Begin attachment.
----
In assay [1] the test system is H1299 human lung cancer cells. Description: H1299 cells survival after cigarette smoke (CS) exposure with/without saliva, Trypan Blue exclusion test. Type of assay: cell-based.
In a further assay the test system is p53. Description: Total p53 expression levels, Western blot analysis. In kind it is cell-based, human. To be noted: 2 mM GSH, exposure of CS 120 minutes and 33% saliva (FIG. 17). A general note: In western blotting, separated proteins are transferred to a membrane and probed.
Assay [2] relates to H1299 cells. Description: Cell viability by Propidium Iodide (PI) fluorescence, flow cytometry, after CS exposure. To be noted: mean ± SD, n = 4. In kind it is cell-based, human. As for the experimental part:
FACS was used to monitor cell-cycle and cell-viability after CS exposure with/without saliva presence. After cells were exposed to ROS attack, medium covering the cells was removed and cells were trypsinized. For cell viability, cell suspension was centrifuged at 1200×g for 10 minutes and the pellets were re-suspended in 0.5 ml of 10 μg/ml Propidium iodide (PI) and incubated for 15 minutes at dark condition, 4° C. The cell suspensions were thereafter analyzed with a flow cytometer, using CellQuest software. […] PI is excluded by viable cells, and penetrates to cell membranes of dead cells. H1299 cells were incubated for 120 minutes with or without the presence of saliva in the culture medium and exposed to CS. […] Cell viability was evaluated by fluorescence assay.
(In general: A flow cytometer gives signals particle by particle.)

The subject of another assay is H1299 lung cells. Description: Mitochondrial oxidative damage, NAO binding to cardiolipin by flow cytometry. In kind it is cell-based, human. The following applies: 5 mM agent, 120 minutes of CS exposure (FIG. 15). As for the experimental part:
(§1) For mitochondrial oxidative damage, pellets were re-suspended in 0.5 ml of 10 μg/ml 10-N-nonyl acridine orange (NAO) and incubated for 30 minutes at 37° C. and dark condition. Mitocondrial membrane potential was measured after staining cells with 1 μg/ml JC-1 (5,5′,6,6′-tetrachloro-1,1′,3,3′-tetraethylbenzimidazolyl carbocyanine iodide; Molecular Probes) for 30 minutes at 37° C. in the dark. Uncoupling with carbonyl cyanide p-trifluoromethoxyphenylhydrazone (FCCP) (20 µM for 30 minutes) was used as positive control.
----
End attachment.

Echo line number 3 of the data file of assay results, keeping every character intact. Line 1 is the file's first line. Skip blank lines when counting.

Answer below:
Assay [2] relates to H1299 cells. Description: Cell viability by Propidium Iodide (PI) fluorescence, flow cytometry, after CS exposure. To be noted: mean ± SD, n = 4. In kind it is cell-based, human. As for the experimental part: